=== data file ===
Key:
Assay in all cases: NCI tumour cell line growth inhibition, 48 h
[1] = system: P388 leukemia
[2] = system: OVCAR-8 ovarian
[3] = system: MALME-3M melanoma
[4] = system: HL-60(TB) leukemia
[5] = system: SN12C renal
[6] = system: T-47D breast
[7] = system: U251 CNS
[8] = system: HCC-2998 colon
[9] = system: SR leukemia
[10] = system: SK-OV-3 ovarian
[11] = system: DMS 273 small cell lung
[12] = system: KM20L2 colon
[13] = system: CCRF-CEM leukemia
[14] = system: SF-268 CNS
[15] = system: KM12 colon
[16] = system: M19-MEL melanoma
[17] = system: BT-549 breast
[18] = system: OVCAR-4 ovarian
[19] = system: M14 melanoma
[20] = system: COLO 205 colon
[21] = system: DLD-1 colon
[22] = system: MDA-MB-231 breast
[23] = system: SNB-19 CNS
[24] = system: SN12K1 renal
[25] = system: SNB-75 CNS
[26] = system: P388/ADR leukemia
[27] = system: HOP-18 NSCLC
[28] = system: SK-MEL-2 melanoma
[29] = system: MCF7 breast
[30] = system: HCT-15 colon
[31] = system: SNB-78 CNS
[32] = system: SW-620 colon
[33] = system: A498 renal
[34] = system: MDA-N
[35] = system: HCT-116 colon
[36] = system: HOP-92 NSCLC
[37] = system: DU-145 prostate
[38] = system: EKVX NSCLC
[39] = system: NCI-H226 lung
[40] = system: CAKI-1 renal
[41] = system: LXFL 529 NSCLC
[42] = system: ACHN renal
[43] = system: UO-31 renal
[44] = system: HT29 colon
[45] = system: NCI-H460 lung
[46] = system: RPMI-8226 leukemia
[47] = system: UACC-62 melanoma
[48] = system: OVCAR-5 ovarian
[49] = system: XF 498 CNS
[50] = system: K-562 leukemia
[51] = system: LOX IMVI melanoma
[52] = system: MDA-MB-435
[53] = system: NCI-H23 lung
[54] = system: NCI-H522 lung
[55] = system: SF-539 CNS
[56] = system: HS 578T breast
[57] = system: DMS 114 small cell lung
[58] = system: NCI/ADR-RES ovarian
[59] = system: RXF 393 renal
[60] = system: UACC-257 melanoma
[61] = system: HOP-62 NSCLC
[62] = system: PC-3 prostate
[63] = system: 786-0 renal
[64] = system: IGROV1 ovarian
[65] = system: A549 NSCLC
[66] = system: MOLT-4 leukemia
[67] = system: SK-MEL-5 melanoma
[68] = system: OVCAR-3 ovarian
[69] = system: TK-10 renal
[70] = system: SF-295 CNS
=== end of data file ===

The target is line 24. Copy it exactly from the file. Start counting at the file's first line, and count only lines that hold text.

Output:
[22] = system: MDA-MB-231 breast